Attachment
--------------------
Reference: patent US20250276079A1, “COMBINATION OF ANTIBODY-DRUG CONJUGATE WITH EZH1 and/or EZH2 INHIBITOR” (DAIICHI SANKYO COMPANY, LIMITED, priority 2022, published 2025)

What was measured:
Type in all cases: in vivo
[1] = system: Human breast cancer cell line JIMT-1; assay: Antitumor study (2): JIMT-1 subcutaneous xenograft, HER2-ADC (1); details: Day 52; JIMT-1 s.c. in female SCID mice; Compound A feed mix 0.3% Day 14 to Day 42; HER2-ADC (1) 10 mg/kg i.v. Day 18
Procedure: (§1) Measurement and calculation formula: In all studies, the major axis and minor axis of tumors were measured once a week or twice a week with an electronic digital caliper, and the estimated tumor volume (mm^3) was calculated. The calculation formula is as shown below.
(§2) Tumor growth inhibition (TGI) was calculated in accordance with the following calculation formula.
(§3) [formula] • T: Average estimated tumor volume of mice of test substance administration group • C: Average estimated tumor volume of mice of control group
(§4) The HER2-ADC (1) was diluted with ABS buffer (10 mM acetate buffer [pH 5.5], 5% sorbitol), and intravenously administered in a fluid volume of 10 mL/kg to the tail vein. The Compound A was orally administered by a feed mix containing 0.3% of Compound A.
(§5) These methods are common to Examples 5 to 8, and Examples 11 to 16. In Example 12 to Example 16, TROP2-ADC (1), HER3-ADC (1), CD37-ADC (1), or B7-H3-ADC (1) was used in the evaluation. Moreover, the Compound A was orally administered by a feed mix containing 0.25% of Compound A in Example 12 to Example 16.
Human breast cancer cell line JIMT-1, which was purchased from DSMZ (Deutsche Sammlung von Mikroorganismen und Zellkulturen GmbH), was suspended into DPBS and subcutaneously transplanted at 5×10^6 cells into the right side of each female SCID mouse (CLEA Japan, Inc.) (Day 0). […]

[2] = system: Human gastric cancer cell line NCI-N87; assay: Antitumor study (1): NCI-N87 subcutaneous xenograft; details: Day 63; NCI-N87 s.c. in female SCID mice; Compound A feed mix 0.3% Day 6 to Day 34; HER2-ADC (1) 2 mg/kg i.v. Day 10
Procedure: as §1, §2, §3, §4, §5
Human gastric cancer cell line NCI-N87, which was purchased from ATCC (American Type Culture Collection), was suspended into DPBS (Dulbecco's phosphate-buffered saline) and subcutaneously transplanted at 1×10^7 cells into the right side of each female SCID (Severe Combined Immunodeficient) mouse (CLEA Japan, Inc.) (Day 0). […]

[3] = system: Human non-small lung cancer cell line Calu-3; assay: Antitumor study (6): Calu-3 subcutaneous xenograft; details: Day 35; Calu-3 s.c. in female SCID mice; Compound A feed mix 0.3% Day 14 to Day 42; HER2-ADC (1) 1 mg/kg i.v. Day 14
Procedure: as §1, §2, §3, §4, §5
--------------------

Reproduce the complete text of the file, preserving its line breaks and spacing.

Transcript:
Reference: patent US20250276079A1, “COMBINATION OF ANTIBODY-DRUG CONJUGATE WITH EZH1 and/or EZH2 INHIBITOR” (DAIICHI SANKYO COMPANY, LIMITED, priority 2022, published 2025)

What was measured:
Type in all cases: in vivo
[1] = system: Human breast cancer cell line JIMT-1; assay: Antitumor study (2): JIMT-1 subcutaneous xenograft, HER2-ADC (1); details: Day 52; JIMT-1 s.c. in female SCID mice; Compound A feed mix 0.3% Day 14 to Day 42; HER2-ADC (1) 10 mg/kg i.v. Day 18
Procedure: (§1) Measurement and calculation formula: In all studies, the major axis and minor axis of tumors were measured once a week or twice a week with an electronic digital caliper, and the estimated tumor volume (mm^3) was calculated. The calculation formula is as shown below.
(§2) Tumor growth inhibition (TGI) was calculated in accordance with the following calculation formula.
(§3) [formula] • T: Average estimated tumor volume of mice of test substance administration group • C: Average estimated tumor volume of mice of control group
(§4) The HER2-ADC (1) was diluted with ABS buffer (10 mM acetate buffer [pH 5.5], 5% sorbitol), and intravenously administered in a fluid volume of 10 mL/kg to the tail vein. The Compound A was orally administered by a feed mix containing 0.3% of Compound A.
(§5) These methods are common to Examples 5 to 8, and Examples 11 to 16. In Example 12 to Example 16, TROP2-ADC (1), HER3-ADC (1), CD37-ADC (1), or B7-H3-ADC (1) was used in the evaluation. Moreover, the Compound A was orally administered by a feed mix containing 0.25% of Compound A in Example 12 to Example 16.
Human breast cancer cell line JIMT-1, which was purchased from DSMZ (Deutsche Sammlung von Mikroorganismen und Zellkulturen GmbH), was suspended into DPBS and subcutaneously transplanted at 5×10^6 cells into the right side of each female SCID mouse (CLEA Japan, Inc.) (Day 0). […]

[2] = system: Human gastric cancer cell line NCI-N87; assay: Antitumor study (1): NCI-N87 subcutaneous xenograft; details: Day 63; NCI-N87 s.c. in female SCID mice; Compound A feed mix 0.3% Day 6 to Day 34; HER2-ADC (1) 2 mg/kg i.v. Day 10
Procedure: as §1, §2, §3, §4, §5
Human gastric cancer cell line NCI-N87, which was purchased from ATCC (American Type Culture Collection), was suspended into DPBS (Dulbecco's phosphate-buffered saline) and subcutaneously transplanted at 1×10^7 cells into the right side of each female SCID (Severe Combined Immunodeficient) mouse (CLEA Japan, Inc.) (Day 0). […]

[3] = system: Human non-small lung cancer cell line Calu-3; assay: Antitumor study (6): Calu-3 subcutaneous xenograft; details: Day 35; Calu-3 s.c. in female SCID mice; Compound A feed mix 0.3% Day 14 to Day 42; HER2-ADC (1) 1 mg/kg i.v. Day 14
Procedure: as §1, §2, §3, §4, §5